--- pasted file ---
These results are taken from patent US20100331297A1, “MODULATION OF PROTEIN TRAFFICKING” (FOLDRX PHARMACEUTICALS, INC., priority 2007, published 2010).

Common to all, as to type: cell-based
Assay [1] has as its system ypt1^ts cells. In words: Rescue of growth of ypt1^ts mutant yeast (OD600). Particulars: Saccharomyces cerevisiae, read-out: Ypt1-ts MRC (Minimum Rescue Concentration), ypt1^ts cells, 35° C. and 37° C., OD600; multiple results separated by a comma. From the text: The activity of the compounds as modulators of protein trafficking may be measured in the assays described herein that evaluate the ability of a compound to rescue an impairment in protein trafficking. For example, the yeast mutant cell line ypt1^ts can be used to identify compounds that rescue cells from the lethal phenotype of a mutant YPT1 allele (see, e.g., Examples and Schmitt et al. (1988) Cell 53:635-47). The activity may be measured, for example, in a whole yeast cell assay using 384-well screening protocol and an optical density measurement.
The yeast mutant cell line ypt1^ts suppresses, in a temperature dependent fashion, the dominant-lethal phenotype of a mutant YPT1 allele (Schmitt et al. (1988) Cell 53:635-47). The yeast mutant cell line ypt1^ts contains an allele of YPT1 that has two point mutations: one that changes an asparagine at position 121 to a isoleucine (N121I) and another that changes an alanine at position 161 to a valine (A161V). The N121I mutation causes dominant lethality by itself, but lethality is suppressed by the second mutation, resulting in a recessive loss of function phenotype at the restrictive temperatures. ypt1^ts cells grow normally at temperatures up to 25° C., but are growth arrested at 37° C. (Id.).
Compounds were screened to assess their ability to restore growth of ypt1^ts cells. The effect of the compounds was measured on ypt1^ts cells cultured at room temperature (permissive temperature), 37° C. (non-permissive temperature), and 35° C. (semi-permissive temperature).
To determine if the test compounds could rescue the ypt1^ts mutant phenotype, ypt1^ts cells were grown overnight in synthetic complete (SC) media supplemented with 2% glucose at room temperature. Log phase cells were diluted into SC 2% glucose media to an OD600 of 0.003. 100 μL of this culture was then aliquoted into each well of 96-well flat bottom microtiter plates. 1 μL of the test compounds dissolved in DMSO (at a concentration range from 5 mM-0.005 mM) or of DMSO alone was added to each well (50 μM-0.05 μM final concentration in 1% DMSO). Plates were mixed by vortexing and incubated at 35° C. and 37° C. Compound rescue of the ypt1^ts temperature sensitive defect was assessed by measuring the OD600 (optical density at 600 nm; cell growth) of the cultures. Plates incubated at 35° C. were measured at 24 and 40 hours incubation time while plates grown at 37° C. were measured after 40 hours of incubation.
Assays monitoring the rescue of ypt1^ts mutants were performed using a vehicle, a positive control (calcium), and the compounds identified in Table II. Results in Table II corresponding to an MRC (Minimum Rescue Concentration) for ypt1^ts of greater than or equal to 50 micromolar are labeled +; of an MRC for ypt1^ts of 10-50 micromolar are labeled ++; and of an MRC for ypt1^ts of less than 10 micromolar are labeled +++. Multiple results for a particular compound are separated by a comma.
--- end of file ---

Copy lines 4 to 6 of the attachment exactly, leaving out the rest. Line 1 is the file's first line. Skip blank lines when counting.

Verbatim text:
The yeast mutant cell line ypt1^ts suppresses, in a temperature dependent fashion, the dominant-lethal phenotype of a mutant YPT1 allele (Schmitt et al. (1988) Cell 53:635-47). The yeast mutant cell line ypt1^ts contains an allele of YPT1 that has two point mutations: one that changes an asparagine at position 121 to a isoleucine (N121I) and another that changes an alanine at position 161 to a valine (A161V). The N121I mutation causes dominant lethality by itself, but lethality is suppressed by the second mutation, resulting in a recessive loss of function phenotype at the restrictive temperatures. ypt1^ts cells grow normally at temperatures up to 25° C., but are growth arrested at 37° C. (Id.).
Compounds were screened to assess their ability to restore growth of ypt1^ts cells. The effect of the compounds was measured on ypt1^ts cells cultured at room temperature (permissive temperature), 37° C. (non-permissive temperature), and 35° C. (semi-permissive temperature).
To determine if the test compounds could rescue the ypt1^ts mutant phenotype, ypt1^ts cells were grown overnight in synthetic complete (SC) media supplemented with 2% glucose at room temperature. Log phase cells were diluted into SC 2% glucose media to an OD600 of 0.003. 100 μL of this culture was then aliquoted into each well of 96-well flat bottom microtiter plates. 1 μL of the test compounds dissolved in DMSO (at a concentration range from 5 mM-0.005 mM) or of DMSO alone was added to each well (50 μM-0.05 μM final concentration in 1% DMSO). Plates were mixed by vortexing and incubated at 35° C. and 37° C. Compound rescue of the ypt1^ts temperature sensitive defect was assessed by measuring the OD600 (optical density at 600 nm; cell growth) of the cultures. Plates incubated at 35° C. were measured at 24 and 40 hours incubation time while plates grown at 37° C. were measured after 40 hours of incubation.